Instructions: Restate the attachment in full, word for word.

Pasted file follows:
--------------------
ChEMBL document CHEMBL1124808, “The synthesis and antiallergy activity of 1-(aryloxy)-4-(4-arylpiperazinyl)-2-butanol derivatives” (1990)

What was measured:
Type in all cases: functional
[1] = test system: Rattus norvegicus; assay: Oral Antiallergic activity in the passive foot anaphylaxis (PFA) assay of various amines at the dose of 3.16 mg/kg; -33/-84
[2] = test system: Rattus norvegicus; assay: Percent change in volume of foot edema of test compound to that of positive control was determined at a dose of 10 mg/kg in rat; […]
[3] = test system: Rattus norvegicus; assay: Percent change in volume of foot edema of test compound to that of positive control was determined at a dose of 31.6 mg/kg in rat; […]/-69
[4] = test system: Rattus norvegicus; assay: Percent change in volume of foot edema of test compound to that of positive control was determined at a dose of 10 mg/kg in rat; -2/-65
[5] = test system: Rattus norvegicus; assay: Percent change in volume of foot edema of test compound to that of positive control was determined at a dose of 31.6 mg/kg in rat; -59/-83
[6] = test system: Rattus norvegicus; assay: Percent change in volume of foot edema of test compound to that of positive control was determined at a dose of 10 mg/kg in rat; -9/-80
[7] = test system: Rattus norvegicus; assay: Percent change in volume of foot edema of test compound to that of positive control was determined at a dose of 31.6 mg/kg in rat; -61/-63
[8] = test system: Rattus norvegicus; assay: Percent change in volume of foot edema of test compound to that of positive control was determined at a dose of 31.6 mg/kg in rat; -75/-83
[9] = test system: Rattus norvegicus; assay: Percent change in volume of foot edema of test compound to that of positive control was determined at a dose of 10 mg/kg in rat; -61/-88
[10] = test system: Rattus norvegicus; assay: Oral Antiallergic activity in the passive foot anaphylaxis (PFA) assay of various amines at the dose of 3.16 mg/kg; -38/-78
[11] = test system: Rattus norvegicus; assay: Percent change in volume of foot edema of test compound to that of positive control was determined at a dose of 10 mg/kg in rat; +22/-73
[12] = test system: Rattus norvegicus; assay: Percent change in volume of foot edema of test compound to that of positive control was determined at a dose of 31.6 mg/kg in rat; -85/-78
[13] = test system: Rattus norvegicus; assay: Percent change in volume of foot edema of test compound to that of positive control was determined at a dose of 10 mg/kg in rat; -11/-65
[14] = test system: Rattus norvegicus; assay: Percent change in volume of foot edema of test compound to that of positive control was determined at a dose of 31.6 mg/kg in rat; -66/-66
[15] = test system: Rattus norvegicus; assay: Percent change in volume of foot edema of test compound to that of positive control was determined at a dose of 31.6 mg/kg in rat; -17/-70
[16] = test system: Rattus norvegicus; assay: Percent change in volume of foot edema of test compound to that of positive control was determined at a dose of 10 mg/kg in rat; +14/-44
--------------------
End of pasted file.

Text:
ChEMBL document CHEMBL1124808, “The synthesis and antiallergy activity of 1-(aryloxy)-4-(4-arylpiperazinyl)-2-butanol derivatives” (1990)

What was measured:
Type in all cases: functional
[1] = test system: Rattus norvegicus; assay: Oral Antiallergic activity in the passive foot anaphylaxis (PFA) assay of various amines at the dose of 3.16 mg/kg; -33/-84
[2] = test system: Rattus norvegicus; assay: Percent change in volume of foot edema of test compound to that of positive control was determined at a dose of 10 mg/kg in rat; […]
[3] = test system: Rattus norvegicus; assay: Percent change in volume of foot edema of test compound to that of positive control was determined at a dose of 31.6 mg/kg in rat; […]/-69
[4] = test system: Rattus norvegicus; assay: Percent change in volume of foot edema of test compound to that of positive control was determined at a dose of 10 mg/kg in rat; -2/-65
[5] = test system: Rattus norvegicus; assay: Percent change in volume of foot edema of test compound to that of positive control was determined at a dose of 31.6 mg/kg in rat; -59/-83
[6] = test system: Rattus norvegicus; assay: Percent change in volume of foot edema of test compound to that of positive control was determined at a dose of 10 mg/kg in rat; -9/-80
[7] = test system: Rattus norvegicus; assay: Percent change in volume of foot edema of test compound to that of positive control was determined at a dose of 31.6 mg/kg in rat; -61/-63
[8] = test system: Rattus norvegicus; assay: Percent change in volume of foot edema of test compound to that of positive control was determined at a dose of 31.6 mg/kg in rat; -75/-83
[9] = test system: Rattus norvegicus; assay: Percent change in volume of foot edema of test compound to that of positive control was determined at a dose of 10 mg/kg in rat; -61/-88
[10] = test system: Rattus norvegicus; assay: Oral Antiallergic activity in the passive foot anaphylaxis (PFA) assay of various amines at the dose of 3.16 mg/kg; -38/-78
[11] = test system: Rattus norvegicus; assay: Percent change in volume of foot edema of test compound to that of positive control was determined at a dose of 10 mg/kg in rat; +22/-73
[12] = test system: Rattus norvegicus; assay: Percent change in volume of foot edema of test compound to that of positive control was determined at a dose of 31.6 mg/kg in rat; -85/-78
[13] = test system: Rattus norvegicus; assay: Percent change in volume of foot edema of test compound to that of positive control was determined at a dose of 10 mg/kg in rat; -11/-65
[14] = test system: Rattus norvegicus; assay: Percent change in volume of foot edema of test compound to that of positive control was determined at a dose of 31.6 mg/kg in rat; -66/-66
[15] = test system: Rattus norvegicus; assay: Percent change in volume of foot edema of test compound to that of positive control was determined at a dose of 31.6 mg/kg in rat; -17/-70
[16] = test system: Rattus norvegicus; assay: Percent change in volume of foot edema of test compound to that of positive control was determined at a dose of 10 mg/kg in rat; +14/-44